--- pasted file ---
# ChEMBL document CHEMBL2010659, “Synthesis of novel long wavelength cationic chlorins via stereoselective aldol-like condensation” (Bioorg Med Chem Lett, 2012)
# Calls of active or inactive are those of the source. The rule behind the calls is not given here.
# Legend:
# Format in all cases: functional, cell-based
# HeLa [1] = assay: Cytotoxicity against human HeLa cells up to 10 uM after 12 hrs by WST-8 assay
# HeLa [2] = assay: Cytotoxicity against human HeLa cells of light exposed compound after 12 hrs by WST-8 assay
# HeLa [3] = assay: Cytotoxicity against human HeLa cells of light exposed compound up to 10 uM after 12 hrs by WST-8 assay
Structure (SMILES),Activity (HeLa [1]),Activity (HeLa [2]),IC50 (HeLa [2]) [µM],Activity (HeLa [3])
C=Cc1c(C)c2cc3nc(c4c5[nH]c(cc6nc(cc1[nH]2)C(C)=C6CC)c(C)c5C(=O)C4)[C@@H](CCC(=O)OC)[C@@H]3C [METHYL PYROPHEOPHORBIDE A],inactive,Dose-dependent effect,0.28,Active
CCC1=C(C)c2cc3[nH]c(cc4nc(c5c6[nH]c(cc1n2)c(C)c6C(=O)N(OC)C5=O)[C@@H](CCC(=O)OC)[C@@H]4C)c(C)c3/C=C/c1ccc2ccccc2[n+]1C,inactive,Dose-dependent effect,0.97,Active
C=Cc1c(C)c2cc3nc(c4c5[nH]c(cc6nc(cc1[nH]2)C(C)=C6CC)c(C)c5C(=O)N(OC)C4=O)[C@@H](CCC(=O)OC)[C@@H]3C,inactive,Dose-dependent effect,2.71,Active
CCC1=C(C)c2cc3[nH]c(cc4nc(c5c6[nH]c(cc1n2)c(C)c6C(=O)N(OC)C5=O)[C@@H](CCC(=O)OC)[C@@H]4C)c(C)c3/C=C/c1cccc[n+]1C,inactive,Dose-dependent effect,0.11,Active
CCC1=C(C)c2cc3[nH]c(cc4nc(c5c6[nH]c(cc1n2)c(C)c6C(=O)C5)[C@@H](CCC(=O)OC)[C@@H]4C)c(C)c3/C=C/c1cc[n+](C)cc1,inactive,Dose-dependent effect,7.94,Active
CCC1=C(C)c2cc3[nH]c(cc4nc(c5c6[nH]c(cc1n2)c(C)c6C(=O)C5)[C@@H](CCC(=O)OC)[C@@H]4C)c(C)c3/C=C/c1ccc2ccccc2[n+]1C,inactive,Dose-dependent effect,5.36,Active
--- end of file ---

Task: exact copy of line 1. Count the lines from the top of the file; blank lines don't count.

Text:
# ChEMBL document CHEMBL2010659, “Synthesis of novel long wavelength cationic chlorins via stereoselective aldol-like condensation” (Bioorg Med Chem Lett, 2012)